March 24, 2016
It is often interesting to learn the history of local bands, particularly those that feature veteran performers who have worked on the stages of Fort Wayne and northeast Indiana for many years. Typically, the members have each worked individually and together for a long time, sometimes tracing their history back to high school where they first found happiness in playing music in front of an audience. While one member of Joe Five, singer Heather Davis, is relatively new to the group, three of its members – guitarist Patrick Madrid, drummer Brian Digman and keyboardist, singer and bassist Rich Gardner – have been playing together since 2001. At that time, the band was not Joe Five, but it is that core of three players that eventually became Joe Five. Since that time, three other female singers have shared vocal duties, with Davis joining the quartet in 2013.
Gardner thinks the presence of a female voice has given them greater versatility.
“Having a girl in the group gives us more depth, more variety of music,” says Gardner. “It’s not exact, but Heather probably sings about 45 percent of our songs, I sing 45 percent and Patrick about 10 percent. We’re able to do a variety of musical styles – rock, pop, country, dance.”
The band didn’t start out that way, beginning its life as a 1990s alternative rock band, but they quickly learned that broadening their appeal provided more opportunities to play.
“As we started playing different places, we saw we could get more people if we play more music instead of sticking to one musical style. If someone doesn’t like one song we do, then they’ll probably like something else. It’s like the weather in Indiana: if you don’t like it, wait a minute because the music will change. And I think most people appreciate that we don’t play just one style of music.”
The three men all currently live in the Fort Wayne area (Gardner and Madrid are natives while Digman is originally from Muncie), but Davis lives in Lima, Ohio, making her commute for rehearsals a sure sign of her commitment. That geography also provides some additional venues to play since they frequently hit stages in Fort Wayne and Angola but also play regularly in Lima. While she isn’t from this area, she wasn’t an unknown to one member of the band.
“Heather and Brian were in a band together in the early 90s,” says Gardner. “When our last singer moved to Georgia, we started auditioning singers and she was looking for a band. It all fit together pretty quickly. We told her ‘Here are the girl songs we’re doing – what songs do you know?’ It was a good acclimation. Actually, when each girl left we had minimal down time because they all fit in so quickly.”
Although Joe Five have some original music, mostly from their early alt-rock days, Gardner says most of the places they play tend to focus on covers, since the ultimate goal is to keep people on the dance floor. But those covers run the gamut, and Gardner says the band members are in constant contact even between rehearsals about possible additions to the setlist.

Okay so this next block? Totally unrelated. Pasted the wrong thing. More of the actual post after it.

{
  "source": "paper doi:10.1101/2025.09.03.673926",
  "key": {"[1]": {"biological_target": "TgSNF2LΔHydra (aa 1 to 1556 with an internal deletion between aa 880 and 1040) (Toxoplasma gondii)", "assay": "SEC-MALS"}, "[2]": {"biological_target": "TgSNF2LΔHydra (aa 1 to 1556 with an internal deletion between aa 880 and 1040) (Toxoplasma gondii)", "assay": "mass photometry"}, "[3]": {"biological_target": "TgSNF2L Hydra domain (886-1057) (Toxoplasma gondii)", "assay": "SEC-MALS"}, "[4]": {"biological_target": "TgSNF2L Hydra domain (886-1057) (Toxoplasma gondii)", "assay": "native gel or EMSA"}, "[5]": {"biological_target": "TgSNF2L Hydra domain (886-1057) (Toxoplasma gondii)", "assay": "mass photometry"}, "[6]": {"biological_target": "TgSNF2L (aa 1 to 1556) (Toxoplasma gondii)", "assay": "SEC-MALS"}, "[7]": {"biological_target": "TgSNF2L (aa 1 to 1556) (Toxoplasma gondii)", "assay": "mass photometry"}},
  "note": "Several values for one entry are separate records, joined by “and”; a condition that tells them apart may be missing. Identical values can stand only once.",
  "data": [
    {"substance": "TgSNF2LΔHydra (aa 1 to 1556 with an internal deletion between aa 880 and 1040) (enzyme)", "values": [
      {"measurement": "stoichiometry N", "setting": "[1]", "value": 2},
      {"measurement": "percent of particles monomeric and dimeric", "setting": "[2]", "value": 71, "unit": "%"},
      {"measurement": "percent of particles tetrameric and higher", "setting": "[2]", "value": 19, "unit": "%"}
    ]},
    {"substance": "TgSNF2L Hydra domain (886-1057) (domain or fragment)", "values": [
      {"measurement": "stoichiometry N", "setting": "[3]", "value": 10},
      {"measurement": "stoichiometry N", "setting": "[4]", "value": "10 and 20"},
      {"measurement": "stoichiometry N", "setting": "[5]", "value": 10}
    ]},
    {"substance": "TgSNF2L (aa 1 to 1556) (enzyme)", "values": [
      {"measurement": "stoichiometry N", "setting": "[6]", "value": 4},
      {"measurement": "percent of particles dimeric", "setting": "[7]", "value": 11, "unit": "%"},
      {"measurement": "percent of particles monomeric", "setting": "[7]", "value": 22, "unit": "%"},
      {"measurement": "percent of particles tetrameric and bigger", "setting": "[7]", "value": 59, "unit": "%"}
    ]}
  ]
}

“We’ll text each other if we have ideas for something to add to the list, and we try to learn one or two new songs a month, if possible. We all work full-time jobs and have to work around those commitments, but we want to keep adding new material regularly. We try to keep a finger on the pulse of what’s new and popular, so, for example, we added ‘Uptown Funk’ as soon as it came out. But we also do a lot of classic rock from the 70s, too. Everybody brings ideas to the table.”
Sometimes those classic rock songs get hot again, providing a reason to bring them back to the front burner.
“We just brought ‘Barracuda’ back into the show,” says Gardner. “There seems to be a Heart resurgence, and with their upcoming concert at the Foellinger, there’s a lot of interest in them again. So we mull ideas like that, and then sit down to make sure we can make them work.”
Gardner also sings lead on a number of songs, many of which are well-known classics from different eras. But there are a couple which catch people by surprise.
“There’s nothing on our setlist that I don’t like, and we try to have a different set each time we play. One song that’s a lot of fun for me is when we do ‘Rapper’s Delight’ by the Sugarhill Gang. We don’t do the full seven-and-a-half minute version; we do a shorter three-and-a-half to four minute version. The audience doesn’t expect to see a middle-aged white guy rap. The funny thing is how many people know that song. It doesn’t seem to matter who they are or how old they are, everybody seems to know ‘Rapper’s Delight.’”
The band’s dates are set to work around everyone’s busy schedule because Gardner says Joe Five is “like a family” and the friendship among its members is strong enough to make it work for each person. They all have a long history playing in bands – Gardner says he’s been playing in bands since he was 14 and started playing in bars in 1984 – and credits a supportive community for providing an outlet for a city filled with talented musicians.
“This area has shown a willingness to support the arts. It’s great that places are open to trying new things. This is really an arts mecca, and it’s been great for us to have all these places to play.”
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